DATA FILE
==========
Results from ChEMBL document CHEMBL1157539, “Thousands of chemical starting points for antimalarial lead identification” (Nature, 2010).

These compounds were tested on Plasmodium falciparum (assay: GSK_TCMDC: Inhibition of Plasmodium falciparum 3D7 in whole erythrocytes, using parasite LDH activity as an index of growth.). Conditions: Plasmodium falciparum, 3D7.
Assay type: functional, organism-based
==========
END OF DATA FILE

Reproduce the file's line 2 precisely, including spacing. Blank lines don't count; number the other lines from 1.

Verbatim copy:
These compounds were tested on Plasmodium falciparum (assay: GSK_TCMDC: Inhibition of Plasmodium falciparum 3D7 in whole erythrocytes, using parasite LDH activity as an index of growth.). Conditions: Plasmodium falciparum, 3D7.